Microsoft has pulled almost every version of Office from its own online store to comply with a court order requiring it to remove custom XML technology from its popular Word software.
The only edition available from the Microsoft Store was Office Ultimate 2007, a $670 "full-version" suite. All other Windows editions, as well as Office 2008 for Mac, were accompanied by the message: "This product is currently unavailable while we update versions on our site. We expect it to be available soon."
Microsoft confirmed that the disappearance of Office was related to the injunction that came out of a patent infringement case the company lost in 2009.
"We've taken steps to comply with the court's ruling and we're introducing the revised software into the US market," said Michael Croan, a senior marketing manager, in an email. He also downplayed the move. "This process will be imperceptible to the vast majority of customers, who will find both trial and purchase options readily available," he added.
Croan said only that Office would be "temporarily" unavailable, and that the suite would return "soon after January 11," when asked when Office sales would resume.
In the meantime, Microsoft also told potential customers that they can download the free beta of Office 2010, the next generation suite slated for a June release.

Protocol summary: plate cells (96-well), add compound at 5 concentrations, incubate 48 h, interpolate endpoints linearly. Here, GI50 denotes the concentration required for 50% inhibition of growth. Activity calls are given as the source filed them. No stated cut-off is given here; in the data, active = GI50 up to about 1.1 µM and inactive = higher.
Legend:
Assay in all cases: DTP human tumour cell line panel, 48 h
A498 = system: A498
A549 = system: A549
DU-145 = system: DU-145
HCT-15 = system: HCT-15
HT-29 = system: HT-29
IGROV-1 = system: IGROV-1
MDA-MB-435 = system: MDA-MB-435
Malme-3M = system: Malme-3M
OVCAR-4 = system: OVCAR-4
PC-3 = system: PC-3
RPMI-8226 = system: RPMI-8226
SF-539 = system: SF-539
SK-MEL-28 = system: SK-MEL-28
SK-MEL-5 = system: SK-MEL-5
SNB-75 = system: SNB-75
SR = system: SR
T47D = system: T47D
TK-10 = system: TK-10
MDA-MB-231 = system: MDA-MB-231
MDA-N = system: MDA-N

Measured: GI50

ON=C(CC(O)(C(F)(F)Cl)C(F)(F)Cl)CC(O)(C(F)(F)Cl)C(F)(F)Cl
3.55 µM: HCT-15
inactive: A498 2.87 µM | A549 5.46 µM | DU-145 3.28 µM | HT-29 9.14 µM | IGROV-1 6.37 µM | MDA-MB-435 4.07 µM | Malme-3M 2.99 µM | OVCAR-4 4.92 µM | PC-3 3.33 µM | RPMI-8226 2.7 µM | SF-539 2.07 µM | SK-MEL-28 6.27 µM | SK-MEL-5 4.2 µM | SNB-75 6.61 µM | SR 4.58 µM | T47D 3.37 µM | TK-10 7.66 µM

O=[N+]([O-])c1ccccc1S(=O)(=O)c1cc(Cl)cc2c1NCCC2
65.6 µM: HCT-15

Previously, Microsoft had said it would be ready by the January 11 deadline. "We expect to have copies of Microsoft Word 2007 and Office 2007, with this feature removed, available for US sale and distribution by the injunction date," said Microsoft spokesman Kevin Kutz in December.
The injunction, which was first ordered by a judge in August 2009 and then affirmed by an appeals court late last month, bans Microsoft from selling Word 2003 and Word 2007 as of today unless it dumps custom XML features from the software. In May 2009, a court also ordered Microsoft to pay developer i4i nearly $300 million in damages, court costs and interest for allegedly violating the Canadian company's custom XML patent.
Microsoft has posted updates for both Word 2003 and Word 2007 to its download site, and told customers in accompanying support documents that those updates are mandatory "only if you have been instructed to do so in a separate communication from Microsoft." The company has also committed to revamping Word 2008 for Mac and Word 2004 for Mac, even though those versions were not named in the injunction.
The patent infringement case between Microsoft and i4i has attracted interest because of the injunction blocking Word sales. The injunction was originally to take effect on October 10 2009, but the appeals court suspended it while the court heard Microsoft's plea.
Even though it lost its appeal last month, Microsoft has not given up. Last Friday, it asked an appeals court to either grant a rehearing with the same three judge panel, or consider an en banc hearing before all the judges of the court.
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